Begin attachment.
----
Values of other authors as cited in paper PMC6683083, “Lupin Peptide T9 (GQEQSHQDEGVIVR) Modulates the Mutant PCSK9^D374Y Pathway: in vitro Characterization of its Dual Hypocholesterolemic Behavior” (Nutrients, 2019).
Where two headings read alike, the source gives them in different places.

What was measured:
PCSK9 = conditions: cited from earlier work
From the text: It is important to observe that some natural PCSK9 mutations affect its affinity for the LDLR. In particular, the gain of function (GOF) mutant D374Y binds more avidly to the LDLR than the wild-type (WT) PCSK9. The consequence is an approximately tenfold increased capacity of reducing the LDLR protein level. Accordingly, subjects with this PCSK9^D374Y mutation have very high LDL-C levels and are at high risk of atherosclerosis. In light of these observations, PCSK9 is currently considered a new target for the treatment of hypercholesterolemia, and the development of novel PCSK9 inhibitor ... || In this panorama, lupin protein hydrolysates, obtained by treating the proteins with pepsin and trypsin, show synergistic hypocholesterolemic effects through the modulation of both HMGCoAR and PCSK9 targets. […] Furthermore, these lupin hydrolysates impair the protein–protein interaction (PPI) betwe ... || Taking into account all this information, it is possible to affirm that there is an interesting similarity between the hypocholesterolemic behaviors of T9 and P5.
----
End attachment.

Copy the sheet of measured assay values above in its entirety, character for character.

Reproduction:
Values of other authors as cited in paper PMC6683083, “Lupin Peptide T9 (GQEQSHQDEGVIVR) Modulates the Mutant PCSK9^D374Y Pathway: in vitro Characterization of its Dual Hypocholesterolemic Behavior” (Nutrients, 2019).
Where two headings read alike, the source gives them in different places.

What was measured:
PCSK9 = conditions: cited from earlier work
From the text: It is important to observe that some natural PCSK9 mutations affect its affinity for the LDLR. In particular, the gain of function (GOF) mutant D374Y binds more avidly to the LDLR than the wild-type (WT) PCSK9. The consequence is an approximately tenfold increased capacity of reducing the LDLR protein level. Accordingly, subjects with this PCSK9^D374Y mutation have very high LDL-C levels and are at high risk of atherosclerosis. In light of these observations, PCSK9 is currently considered a new target for the treatment of hypercholesterolemia, and the development of novel PCSK9 inhibitor ... || In this panorama, lupin protein hydrolysates, obtained by treating the proteins with pepsin and trypsin, show synergistic hypocholesterolemic effects through the modulation of both HMGCoAR and PCSK9 targets. […] Furthermore, these lupin hydrolysates impair the protein–protein interaction (PPI) betwe ... || Taking into account all this information, it is possible to affirm that there is an interesting similarity between the hypocholesterolemic behaviors of T9 and P5.